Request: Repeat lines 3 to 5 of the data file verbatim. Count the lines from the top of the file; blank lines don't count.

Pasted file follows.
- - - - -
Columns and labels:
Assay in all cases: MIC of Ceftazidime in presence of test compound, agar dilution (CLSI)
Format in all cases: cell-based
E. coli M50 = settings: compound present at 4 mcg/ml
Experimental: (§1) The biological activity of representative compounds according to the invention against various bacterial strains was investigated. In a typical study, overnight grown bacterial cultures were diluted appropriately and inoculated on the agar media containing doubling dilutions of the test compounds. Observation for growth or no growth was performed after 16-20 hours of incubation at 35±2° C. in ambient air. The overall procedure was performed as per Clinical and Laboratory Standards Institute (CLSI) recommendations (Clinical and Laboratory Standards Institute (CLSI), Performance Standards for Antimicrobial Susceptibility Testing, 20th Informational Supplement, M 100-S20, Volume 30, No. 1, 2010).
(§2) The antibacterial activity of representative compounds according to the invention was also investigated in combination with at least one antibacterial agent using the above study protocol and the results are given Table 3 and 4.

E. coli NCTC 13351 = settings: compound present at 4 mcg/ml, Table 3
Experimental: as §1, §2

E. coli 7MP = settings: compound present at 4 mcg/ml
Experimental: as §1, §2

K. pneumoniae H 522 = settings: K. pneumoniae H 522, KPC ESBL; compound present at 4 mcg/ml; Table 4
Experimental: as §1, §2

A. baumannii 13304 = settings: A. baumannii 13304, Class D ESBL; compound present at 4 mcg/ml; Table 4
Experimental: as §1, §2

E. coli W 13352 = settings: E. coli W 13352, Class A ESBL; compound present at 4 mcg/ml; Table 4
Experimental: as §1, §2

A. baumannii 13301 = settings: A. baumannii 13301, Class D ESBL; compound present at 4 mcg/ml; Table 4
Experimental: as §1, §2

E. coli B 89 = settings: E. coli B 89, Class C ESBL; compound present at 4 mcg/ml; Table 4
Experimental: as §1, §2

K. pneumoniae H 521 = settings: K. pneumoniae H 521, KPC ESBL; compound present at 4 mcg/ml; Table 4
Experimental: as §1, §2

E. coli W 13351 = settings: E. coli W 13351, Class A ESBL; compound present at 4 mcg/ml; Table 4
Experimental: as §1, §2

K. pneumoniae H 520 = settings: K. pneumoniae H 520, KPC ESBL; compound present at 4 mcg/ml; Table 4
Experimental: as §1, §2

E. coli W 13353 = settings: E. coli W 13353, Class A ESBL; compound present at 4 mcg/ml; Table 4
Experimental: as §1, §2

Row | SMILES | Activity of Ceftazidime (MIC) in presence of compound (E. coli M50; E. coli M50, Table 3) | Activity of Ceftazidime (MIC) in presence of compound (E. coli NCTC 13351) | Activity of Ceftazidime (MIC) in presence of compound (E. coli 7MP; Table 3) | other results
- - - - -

Format in all cases: cell-based
E. coli M50 = settings: compound present at 4 mcg/ml
Experimental: (§1) The biological activity of representative compounds according to the invention against various bacterial strains was investigated. In a typical study, overnight grown bacterial cultures were diluted appropriately and inoculated on the agar media containing doubling dilutions of the test compounds. Observation for growth or no growth was performed after 16-20 hours of incubation at 35±2° C. in ambient air. The overall procedure was performed as per Clinical and Laboratory Standards Institute (CLSI) recommendations (Clinical and Laboratory Standards Institute (CLSI), Performance Standards for Antimicrobial Susceptibility Testing, 20th Informational Supplement, M 100-S20, Volume 30, No. 1, 2010).